How I paid off debt without losing my mind
As it’s mindful money month, it felt high time that Tracy and I tackled the D-word.
Unlike Tracy, my money habits have not always been great. As a freelancer it was easy to make excuses about my poor money management, blaming an erratic work schedule and clients who paid me late.
The truth is, I used to find it really hard to keep track of my money. It felt like water running through my hands. I was always in my overdraft and using my credit card.
Whether you like or not, money really does make the world go round. It gives us a voice. To build a strong independent future for yourself, you’ve got to understand your cash.
I knew I would need to sort out my debt I had before I could start saving. This was a personal choice, other people would recommend saving first. To me this felt like styling wall art when I hadn’t cleaned and painted the room. I needed a strong foundation first.
The steps I’ve laid out were my personal process for paying of my debt. Some of it may not resonate for you and that’s absolutely fine. This process helped me get to my goal without becoming a husk of a women.
Using this method, I paid off debts that were the equivalent of 17% of my income for January and February 2019. Considering that lots of money experts suggest you should save 20% of your income this means I got pretty close to the amount I should be saving to build for my future.
This is how I tackled my debt:
1. How much are we talking?
The first thing I did was I got really clear on how much debt I was looking at. I had always been vague about the amount because I was (frankly) scared of what I would find. But you can’t hit a target if you don’t know what it is, so I got really clear on my numbers.
2. Don’t clump it all together!
When I looked at the scary number, I realised I was making it worse by lumping it all together. So I broke it down into bitesize chunks and decided to start with the smallest amount, my credit card debt and set this as my first saving goal.
3. Finding your big “why”.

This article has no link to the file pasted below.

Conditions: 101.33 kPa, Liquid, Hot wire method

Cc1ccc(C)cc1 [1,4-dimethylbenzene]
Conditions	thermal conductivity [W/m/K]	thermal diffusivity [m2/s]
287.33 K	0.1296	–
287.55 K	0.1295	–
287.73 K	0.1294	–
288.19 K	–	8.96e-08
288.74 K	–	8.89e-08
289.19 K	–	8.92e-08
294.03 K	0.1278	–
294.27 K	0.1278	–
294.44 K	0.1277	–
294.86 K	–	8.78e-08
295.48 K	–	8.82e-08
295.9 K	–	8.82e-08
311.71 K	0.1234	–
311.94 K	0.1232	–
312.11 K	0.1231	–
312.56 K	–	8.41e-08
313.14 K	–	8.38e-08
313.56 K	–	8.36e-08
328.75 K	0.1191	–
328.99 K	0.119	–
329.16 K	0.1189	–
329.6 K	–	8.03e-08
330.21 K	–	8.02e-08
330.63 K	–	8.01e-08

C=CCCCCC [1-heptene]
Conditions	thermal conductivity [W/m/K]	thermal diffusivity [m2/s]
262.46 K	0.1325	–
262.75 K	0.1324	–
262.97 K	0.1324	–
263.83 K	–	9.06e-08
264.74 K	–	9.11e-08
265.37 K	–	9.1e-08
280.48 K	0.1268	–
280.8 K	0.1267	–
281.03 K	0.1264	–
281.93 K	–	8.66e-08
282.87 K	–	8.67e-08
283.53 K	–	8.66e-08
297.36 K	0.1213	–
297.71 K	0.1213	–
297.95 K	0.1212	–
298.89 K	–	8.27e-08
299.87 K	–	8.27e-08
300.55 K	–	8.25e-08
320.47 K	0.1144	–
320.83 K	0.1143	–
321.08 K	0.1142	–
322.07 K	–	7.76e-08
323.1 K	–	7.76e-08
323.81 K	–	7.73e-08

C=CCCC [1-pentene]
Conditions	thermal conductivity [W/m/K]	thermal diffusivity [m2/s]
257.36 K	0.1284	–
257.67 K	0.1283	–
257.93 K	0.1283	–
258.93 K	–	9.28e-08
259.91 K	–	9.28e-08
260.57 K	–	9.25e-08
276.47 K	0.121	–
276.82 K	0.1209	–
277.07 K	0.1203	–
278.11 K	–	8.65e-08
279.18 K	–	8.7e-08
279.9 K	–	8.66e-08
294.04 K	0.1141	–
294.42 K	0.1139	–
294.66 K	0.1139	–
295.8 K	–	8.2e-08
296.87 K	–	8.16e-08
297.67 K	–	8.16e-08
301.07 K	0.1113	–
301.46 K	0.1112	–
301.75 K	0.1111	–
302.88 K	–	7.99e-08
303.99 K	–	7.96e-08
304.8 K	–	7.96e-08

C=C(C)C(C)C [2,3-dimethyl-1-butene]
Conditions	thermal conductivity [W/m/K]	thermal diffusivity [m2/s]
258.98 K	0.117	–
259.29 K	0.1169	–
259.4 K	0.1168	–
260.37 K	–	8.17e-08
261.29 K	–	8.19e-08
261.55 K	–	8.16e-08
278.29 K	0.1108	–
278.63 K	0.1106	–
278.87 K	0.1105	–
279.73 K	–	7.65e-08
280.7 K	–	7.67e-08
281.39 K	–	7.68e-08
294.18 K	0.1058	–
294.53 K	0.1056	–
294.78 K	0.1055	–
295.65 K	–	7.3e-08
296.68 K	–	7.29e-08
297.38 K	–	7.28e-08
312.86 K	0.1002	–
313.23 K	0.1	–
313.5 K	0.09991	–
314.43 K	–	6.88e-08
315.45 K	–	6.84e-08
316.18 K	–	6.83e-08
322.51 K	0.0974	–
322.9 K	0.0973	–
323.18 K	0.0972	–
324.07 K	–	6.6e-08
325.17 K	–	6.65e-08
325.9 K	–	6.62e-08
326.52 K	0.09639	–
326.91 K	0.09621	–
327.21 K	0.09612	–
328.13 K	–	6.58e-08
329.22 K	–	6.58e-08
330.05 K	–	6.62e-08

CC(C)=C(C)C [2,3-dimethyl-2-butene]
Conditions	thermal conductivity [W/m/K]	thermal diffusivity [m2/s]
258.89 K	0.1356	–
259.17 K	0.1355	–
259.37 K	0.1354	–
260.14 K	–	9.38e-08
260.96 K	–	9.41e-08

I honestly started this process because I was fed up with feeling ashamed, sad and guilty every time I opened my banking app. This shame fueled me really well for a few days but as you already know, fear based motivation only gets you so far.
So I decided to focus on how I would feel after I had paid off my debt. I imagined how much more confident I would feel, how proud I would be of myself. It was this image of future me that kept me feeling motivated in the cash crunch moments.
4. Weekly goals and a time frame.
Once I had chosen to tackle my credit card debt first, I broke that amount down into 4 weekly payments. I decided I was going to pay it off by the end of January. The time frame put some positive pressure on me so I finally got on with it, rather than putting off getting started and making the debt even bigger.
The amount you set for your payments is important, My weekly payments were big enough that I felt like I was making progress but not so huge that I couldn’t do the things I enjoyed. I find if I cut costs too hard too fast, I tend to yo-yo and go into a “yolo” huge spending melt down. I wanted to avoid that at all costs.
Every time I made my weekly payment on a Friday (my payment date I set myself) I felt a huge sense of achievement.
5. Money tracking
I kept on top of my weekly goals by tracking my money. Tracking is one of the oldest money management practices in the book. Basically you record all the money that comes in and goes out, every day.
Tracking helped me to really see my spending for the first time. I started to become really present with it, and I started to notice patterns. I saw where my money was bringing real value to my life, how my rent represented my lovely home that I share with people I really like. Or how my Spotify payment keeps me connected to a world of music wherever I am.
I also saw the spends that weren’t fulfilling me. I saw how much I was spending on drinking and nights out. I love the odd party night but when the toll they were taking on my bank balance became clear, the fleeting joy of getting boozy lost some of its appeal. So I cut back on nights out and saved the money towards my goal instead.
This wasn’t about becoming a nun and not having any fun. Tracking showed my how all of my spending took me either closer to, or further away from my goal. For the first time I started to feel in the driving seat with my money.
6. Mistakes and pleasant surprises
Once I got over the first few weeks of stumbling blocks (over spending here and there) I found my rhythm and paid off my credit card.
When I reached my goal, I realised my lifestyle changes meant I had enough money to upgrade to a better gym. As I weight lift regularly, this was a way of really improving my daily life. I would never have had the confidence to bite the bullet on the membership fee before starting this process. Now I go to a lovely gym with my house mates and enjoy it every time. I am spending on experiences that I truly value.
When I finished January I set myself an even bigger target for February, hitting these goals has made me happier and more confident.
I never thought saving could feel as good as spending.
If you’d like to start saving but you don’t know where to start, we have a free course “How to finally start saving for you dream home, even on a low income”. Whether your goal is saving for a home or something else our free 6 step guide will help you kick start your saving habit.